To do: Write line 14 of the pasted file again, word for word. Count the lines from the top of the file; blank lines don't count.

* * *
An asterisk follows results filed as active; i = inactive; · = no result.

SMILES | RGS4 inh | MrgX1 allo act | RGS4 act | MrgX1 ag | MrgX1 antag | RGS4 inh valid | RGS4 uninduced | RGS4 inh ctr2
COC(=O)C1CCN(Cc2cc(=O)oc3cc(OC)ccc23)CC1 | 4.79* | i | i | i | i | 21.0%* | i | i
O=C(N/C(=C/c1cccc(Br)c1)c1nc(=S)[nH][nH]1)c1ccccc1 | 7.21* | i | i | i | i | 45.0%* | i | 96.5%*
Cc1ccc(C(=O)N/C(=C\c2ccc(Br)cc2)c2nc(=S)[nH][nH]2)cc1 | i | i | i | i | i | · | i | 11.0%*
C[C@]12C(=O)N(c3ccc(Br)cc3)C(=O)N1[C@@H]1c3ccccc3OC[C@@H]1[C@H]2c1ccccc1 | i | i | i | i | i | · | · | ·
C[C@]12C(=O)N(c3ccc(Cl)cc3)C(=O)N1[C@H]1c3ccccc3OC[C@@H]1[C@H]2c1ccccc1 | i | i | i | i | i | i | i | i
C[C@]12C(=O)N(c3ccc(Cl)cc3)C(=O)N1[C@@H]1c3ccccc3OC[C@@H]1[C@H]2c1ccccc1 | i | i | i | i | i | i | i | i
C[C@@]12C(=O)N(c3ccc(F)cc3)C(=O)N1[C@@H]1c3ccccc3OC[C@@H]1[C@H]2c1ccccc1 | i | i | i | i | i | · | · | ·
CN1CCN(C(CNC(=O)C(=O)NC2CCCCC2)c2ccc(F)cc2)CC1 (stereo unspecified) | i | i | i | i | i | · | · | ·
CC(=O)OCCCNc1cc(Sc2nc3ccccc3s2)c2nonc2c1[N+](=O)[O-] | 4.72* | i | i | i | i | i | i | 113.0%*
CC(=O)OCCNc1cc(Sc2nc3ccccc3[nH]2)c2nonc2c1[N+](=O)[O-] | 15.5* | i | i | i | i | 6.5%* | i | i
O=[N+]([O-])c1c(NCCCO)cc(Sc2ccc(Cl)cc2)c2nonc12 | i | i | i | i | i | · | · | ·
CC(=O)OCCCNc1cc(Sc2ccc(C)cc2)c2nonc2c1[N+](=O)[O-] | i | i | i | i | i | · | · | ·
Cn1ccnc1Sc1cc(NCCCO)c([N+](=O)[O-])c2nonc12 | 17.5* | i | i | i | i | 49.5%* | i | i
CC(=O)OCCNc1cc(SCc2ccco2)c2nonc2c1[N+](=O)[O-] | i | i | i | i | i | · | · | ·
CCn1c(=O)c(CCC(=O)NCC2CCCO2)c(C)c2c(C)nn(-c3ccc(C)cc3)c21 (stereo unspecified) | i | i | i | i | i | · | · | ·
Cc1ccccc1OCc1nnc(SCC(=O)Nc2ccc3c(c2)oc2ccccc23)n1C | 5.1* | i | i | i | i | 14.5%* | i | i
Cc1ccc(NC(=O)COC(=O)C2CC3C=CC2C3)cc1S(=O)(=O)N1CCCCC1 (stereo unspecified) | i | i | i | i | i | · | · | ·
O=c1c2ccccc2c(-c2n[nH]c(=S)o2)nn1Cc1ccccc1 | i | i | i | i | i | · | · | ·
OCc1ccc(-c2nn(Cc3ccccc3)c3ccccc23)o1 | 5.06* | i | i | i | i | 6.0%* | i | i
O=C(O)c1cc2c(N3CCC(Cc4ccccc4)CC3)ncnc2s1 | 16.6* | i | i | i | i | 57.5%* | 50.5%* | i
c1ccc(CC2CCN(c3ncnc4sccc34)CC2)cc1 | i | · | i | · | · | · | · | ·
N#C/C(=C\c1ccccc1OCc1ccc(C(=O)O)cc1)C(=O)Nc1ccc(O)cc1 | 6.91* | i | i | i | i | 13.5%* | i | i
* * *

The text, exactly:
CC(=O)OCCCNc1cc(Sc2ccc(C)cc2)c2nonc2c1[N+](=O)[O-] | i | i | i | i | i | · | · | ·